Like us, you may have been surprised a few years ago when researchers declared that an apple a day really does help keep the doctor away. In most areas of life, putting in a little work up front can prevent big problems down the road.
So, it begs the question why many in an industry like performance-based advertising — where small mistakes at the
outset of a campaign can result in extraordinarily expensive,
company-ending problems later on — often pay little attention to those important details.
Below are a few thoughts to consider before launching
your next campaign. If you did not think about these before
launching your last campaign, don’t worry. It’s never too late
to revisit and refine your advertising and business practices.
While you will not be able to turn back the clock on
every issue, proactively ensuring your marketing and business
practices are compliant will often soften the blow when regulators and/or plaintiffs’ attorneys come knocking.
If You Love Something, Set It Free
Probably the No. 1 thing mar-
keters can do to avoid problems is to
make it easy for consumers to cancel.
Convoluted cancellation processes,
or customer service phone numbers
and e-mail boxes that go unanswered,
may keep a customer on the books for
another cycle or two, but they also
create problems much larger than the
revenue they produce. In addition to
generating complaints to regulators
and online consumer forums, such
practices likely will result in credit
card chargebacks. High chargebacks
over a period of time likely will drive
up your reserve requirements and processing costs. High chargebacks could
even threaten your ability to maintain
a merchant account.
Develop cancellation and refund
policies that are transparent and understandable. Then make sure your
company and service providers follow
the policies. Having a business model
based on making it difficult to cancel
is a recipe for legal problems.
Use Less Fine Print
“Surprise and delight” was a hot term in consumer marketing last year. The thinking goes that brands can drive loyalty by surprising consumers with something they love and
were not expecting.
All too often, another type of consumer “surprise” occurs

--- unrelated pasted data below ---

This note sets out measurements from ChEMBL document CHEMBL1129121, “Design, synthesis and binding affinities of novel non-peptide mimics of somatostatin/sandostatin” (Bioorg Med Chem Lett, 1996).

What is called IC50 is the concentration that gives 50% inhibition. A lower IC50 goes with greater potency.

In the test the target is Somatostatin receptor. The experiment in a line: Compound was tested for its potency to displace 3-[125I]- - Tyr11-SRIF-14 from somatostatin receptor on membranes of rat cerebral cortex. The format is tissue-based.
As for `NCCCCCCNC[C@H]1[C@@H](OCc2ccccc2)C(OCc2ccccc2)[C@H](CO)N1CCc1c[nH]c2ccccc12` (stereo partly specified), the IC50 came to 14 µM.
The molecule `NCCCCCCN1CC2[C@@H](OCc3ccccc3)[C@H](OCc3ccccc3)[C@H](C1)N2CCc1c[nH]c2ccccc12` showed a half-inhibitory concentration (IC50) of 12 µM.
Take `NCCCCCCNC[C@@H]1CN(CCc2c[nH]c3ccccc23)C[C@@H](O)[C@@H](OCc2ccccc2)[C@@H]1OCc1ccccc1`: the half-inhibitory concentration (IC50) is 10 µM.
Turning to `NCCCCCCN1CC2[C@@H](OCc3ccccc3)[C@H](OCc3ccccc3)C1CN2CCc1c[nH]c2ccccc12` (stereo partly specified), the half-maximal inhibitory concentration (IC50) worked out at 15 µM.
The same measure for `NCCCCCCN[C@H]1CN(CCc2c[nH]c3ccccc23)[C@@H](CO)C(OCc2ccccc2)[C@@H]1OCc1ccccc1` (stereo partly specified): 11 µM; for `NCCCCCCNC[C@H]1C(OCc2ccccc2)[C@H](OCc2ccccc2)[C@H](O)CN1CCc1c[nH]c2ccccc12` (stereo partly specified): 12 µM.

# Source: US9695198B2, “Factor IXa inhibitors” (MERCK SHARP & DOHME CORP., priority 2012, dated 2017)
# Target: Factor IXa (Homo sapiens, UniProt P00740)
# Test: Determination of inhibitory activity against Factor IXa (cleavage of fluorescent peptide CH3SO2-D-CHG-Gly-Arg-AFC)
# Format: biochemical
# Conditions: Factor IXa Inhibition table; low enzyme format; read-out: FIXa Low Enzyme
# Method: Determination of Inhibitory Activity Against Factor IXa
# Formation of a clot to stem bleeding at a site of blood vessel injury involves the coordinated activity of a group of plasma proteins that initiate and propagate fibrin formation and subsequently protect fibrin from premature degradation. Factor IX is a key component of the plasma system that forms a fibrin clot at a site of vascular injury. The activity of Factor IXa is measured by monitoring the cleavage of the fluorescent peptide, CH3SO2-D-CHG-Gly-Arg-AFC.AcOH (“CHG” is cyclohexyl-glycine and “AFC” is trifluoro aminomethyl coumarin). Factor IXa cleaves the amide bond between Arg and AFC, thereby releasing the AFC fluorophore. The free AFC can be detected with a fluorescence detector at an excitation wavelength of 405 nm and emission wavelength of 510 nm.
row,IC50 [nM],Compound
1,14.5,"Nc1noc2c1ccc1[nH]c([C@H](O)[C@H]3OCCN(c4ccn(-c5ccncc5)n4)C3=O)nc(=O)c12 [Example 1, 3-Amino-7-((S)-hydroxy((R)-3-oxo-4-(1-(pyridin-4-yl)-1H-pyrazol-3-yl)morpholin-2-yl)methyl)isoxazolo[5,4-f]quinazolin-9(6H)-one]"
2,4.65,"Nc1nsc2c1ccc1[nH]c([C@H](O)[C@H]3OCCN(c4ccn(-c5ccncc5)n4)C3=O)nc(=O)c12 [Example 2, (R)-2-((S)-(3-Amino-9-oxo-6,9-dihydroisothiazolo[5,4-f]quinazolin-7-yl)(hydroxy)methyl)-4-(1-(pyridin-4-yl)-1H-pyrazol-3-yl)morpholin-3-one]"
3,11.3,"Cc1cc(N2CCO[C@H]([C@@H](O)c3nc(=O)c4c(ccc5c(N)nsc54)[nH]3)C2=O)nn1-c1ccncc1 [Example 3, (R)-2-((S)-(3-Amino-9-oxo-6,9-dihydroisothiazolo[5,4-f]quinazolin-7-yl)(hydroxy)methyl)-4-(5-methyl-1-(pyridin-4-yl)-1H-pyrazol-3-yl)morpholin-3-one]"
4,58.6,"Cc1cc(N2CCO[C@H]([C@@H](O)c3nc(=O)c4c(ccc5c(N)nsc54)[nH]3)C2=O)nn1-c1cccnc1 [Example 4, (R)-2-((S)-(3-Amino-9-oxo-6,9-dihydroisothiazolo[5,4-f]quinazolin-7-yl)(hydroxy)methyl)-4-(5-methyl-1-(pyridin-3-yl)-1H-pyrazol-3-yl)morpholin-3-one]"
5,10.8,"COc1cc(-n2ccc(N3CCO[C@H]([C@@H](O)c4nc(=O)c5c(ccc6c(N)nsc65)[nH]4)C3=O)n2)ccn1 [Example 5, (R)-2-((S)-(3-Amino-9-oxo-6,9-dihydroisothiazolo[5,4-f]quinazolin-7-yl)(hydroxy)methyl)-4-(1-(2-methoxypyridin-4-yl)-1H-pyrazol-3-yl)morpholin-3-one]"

when consumers don’t get what they bargained for, or at least
what they thought they’d bargained for. In this scenario, a
surprised consumer is likely to complain to someone other
than you, to cancel — or to do both.
Limit consumer “surprise” by ensuring that you disclose
the material terms and conditions of your offer clearly and
conspicuously, in every format in which it appears. If a free
trial converts to a paid subscription after a certain amount
of time, make sure the consumer knows that when they confirm the order. If you plan to share the consumer’s data with
other parties, ask for their explicit consent and abide by their
Put Your Money Where Your Mouth Is
There is no doubt that aggressive claims move more product, but it is critical that marketers and advertisers also think
of those claims as promises to consumers. Any representations you make to consumers need to be backed up by your
actions and — if you are making performance or comparative
claims — by cold, hard facts.
When making claims about your product’s efficacy or
performance, be sure that you have the studies and/or surveys
in hand before making those claims. Be able to demonstrate
that the studies or surveys supported your advertising claims
before you made those claims. Similarly, keep you customer
service and delivery promises.
In the End, Be Consumer Friendly
Performance-based marketing requires aggressive marketing for continued commercial success. Despite that, never
underestimate the power of consumer complaints. Regulators
and plaintiffs’ attorneys use them to identify companies with
potential legal exposure. Marketers who keep consumers’
best interests at heart when planning and conducting their
campaigns will come out ahead in the long run.
Working with experienced legal counsel to ensure that
business practices, advertising claims, and other details are
vetted before launching a campaign can go a long way toward reducing consumer complaints and increasing the long-term viability of your campaign and enterprise. ;
Check Yourself Before You
By Jeffrey D. Knowles and Leonard L. Gordon